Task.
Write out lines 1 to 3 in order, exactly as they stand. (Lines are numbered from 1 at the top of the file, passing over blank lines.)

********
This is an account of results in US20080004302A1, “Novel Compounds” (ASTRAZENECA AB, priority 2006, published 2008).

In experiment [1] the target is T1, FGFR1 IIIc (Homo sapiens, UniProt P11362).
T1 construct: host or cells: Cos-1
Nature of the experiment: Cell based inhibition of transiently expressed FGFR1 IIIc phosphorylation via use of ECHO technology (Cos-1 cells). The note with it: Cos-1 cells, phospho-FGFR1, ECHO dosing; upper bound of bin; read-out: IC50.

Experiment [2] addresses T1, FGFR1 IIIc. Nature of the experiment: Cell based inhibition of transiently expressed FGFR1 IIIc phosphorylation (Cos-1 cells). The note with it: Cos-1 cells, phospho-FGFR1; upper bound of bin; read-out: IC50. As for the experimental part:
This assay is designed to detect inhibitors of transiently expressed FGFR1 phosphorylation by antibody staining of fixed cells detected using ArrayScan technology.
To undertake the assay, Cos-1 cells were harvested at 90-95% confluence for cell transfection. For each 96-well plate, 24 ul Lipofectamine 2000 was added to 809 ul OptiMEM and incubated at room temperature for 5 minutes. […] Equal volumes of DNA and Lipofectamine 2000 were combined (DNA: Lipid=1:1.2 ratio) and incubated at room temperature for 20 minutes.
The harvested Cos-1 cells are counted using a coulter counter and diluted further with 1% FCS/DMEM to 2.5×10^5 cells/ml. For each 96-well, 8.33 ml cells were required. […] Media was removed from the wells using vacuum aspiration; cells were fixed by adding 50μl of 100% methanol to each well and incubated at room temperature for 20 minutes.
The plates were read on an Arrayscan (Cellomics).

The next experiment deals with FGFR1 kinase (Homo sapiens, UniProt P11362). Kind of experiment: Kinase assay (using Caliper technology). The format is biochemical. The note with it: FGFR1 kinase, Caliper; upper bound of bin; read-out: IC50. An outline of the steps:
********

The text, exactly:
This is an account of results in US20080004302A1, “Novel Compounds” (ASTRAZENECA AB, priority 2006, published 2008).

In experiment [1] the target is T1, FGFR1 IIIc (Homo sapiens, UniProt P11362).
T1 construct: host or cells: Cos-1